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Politics & Government

Battle Creek military base may host U.S. missile base

Citizens at a public event in 2015 expressed some concern about making Battle Creek a military target. But more were interested in the potential jobs the missile complex may deliver.
Steve Carmody
/
Michigan Radio

A decade from now, Battle Creek could be a key component of the nation’s missile defense program. 

Fort Custer is one of several sites in the eastern U.S. being reviewed for an expansion of a missile interceptor system.

Lt. Colonel Chris Snipes says the missile defense system is the equivalent of “hitting a bullet with another bullet.”  It’s been in development since the 1980s. Snipes says it’s similar to the Iron Dome system the Israeli military has been using to stop rockets being fired from Gaza by Hamas.    

But the U.S. missile defense system sets its sights higher.

Snipes says the focus of the Defense Department’s Missile Defense Agency is now to prepare for the potential threat of intercontinental ballistic missiles from Iran and North Korea.

“North Korea has launched … satellites into outer space.  They have that technology and it’s not a far leap to progress to the next level,” says Snipes. “If we wait until those threats appear, we’re too late to defend the homeland.”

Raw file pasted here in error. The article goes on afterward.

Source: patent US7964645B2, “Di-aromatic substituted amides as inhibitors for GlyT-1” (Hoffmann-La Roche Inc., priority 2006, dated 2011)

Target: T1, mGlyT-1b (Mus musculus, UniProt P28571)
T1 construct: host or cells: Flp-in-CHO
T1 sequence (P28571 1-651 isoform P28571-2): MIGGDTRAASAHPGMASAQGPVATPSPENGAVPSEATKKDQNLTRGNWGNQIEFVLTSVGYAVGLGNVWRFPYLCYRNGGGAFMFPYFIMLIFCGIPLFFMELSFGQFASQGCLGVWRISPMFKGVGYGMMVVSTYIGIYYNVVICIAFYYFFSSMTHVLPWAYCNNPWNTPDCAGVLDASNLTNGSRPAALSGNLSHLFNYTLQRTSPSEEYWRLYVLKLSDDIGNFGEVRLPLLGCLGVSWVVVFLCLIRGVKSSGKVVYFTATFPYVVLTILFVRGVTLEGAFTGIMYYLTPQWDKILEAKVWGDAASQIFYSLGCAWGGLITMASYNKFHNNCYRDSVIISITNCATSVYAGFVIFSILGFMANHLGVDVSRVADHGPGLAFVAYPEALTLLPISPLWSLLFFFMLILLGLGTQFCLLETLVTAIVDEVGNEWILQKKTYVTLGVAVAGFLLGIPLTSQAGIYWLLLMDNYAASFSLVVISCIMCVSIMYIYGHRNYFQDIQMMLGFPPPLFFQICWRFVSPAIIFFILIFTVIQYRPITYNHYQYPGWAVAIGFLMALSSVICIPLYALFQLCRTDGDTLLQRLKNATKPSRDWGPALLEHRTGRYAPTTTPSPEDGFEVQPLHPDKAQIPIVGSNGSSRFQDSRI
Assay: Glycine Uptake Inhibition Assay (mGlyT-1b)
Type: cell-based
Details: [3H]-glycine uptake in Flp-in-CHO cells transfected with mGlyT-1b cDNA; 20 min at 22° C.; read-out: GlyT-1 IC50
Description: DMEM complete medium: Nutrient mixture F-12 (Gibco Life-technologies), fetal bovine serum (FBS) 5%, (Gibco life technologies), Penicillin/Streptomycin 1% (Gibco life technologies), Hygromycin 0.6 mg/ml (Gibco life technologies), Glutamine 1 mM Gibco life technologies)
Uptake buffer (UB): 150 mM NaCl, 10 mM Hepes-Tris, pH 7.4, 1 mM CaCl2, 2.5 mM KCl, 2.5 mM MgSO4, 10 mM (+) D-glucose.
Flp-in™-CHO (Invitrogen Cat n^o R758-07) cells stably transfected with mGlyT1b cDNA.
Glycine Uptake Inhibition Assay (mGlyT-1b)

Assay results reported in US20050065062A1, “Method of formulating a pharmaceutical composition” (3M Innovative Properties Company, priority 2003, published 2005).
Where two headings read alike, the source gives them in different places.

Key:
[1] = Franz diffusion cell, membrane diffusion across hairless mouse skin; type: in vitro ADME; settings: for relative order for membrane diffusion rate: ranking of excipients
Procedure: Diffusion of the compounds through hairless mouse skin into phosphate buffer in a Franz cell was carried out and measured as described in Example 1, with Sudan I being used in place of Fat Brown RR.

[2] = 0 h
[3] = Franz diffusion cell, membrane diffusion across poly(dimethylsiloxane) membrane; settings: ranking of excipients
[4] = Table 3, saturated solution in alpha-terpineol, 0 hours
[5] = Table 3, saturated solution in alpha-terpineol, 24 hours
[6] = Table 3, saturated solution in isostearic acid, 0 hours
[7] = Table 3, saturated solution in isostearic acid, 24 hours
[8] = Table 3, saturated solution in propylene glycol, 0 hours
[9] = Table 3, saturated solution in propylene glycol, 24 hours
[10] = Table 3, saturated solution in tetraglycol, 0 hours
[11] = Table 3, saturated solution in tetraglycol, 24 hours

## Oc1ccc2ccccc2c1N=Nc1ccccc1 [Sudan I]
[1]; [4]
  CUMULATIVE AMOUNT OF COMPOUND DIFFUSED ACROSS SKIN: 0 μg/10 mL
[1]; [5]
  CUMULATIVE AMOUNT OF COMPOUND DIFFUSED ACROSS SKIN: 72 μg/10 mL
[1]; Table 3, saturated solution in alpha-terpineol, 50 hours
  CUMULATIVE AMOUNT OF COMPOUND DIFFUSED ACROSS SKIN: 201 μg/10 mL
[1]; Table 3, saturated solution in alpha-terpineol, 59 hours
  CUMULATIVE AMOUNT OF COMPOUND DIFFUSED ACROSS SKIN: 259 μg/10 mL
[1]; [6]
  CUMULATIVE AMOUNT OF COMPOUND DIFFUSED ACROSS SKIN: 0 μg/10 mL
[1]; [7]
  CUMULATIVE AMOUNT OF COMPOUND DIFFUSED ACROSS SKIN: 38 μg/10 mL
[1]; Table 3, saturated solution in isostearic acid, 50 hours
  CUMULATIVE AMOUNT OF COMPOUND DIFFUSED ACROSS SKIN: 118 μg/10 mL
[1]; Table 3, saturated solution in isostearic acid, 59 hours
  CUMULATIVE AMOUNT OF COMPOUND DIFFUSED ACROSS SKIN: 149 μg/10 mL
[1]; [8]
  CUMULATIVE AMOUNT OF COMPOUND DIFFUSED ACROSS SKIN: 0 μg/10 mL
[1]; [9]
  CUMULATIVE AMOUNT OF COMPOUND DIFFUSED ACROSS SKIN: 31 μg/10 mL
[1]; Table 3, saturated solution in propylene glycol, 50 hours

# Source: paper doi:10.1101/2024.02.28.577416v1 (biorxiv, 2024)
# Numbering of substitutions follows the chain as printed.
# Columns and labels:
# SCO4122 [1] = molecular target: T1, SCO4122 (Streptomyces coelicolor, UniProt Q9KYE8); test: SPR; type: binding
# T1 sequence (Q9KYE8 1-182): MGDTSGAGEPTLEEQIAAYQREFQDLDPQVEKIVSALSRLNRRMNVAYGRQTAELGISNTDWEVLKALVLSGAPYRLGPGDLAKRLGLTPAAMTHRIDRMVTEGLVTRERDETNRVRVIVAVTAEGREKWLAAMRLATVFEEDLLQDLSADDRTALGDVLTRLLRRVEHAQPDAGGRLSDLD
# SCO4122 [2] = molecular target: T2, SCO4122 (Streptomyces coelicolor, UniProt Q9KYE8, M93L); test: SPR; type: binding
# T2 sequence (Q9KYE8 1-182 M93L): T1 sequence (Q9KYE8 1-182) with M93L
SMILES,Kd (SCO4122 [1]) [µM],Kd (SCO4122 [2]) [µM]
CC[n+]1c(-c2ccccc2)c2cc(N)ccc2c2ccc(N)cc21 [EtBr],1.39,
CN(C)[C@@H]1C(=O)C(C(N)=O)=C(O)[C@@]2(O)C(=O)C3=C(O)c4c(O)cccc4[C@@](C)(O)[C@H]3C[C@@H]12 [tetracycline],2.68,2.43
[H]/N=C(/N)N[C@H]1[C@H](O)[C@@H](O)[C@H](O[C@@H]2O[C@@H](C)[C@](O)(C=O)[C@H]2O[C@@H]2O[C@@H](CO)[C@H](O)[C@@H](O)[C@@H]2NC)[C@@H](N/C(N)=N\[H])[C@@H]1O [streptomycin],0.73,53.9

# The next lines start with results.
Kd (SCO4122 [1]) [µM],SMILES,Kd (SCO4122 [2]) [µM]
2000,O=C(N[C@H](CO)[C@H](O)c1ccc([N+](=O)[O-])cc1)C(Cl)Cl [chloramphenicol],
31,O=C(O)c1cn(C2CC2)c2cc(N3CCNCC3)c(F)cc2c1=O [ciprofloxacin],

The Department of Defense - Missile Defense Agency held a public meeting last night in Battle Creek to get input on the potential environment impact of the project. A second public meeting is scheduled for Thursday.

Lt. Col. Mark Gorzynski is the commander of the Fort Custer Training Center.  He would like to see the missile complex built in Battle Creek.

“It’s going to be built somewhere to safeguard the homeland. It needs to be built in Fort Custer,” says Gorzynski.

Gorzynski says the civilian and military personnel at the missile complex would be separate from the 225 full-time civilian and military employees at the base now.   

Defense Department officials say building the missile complex would create about 400 construction jobs.

Once the complex is up and running, Defense Department officials say between 1,200 and 1,800 civilian employees and military personnel would work at Fort Custer.

An environmental review of the potential site will take until probably mid-2016. 

Lt. Col. Snipes says Congress has yet to approve funding for the missile complex. If it does, he says construction will take at least five years. 

People at tonight’s public expressed some concern about making Battle Creek a military target. But more were interested in the potential jobs the missile complex may deliver.     

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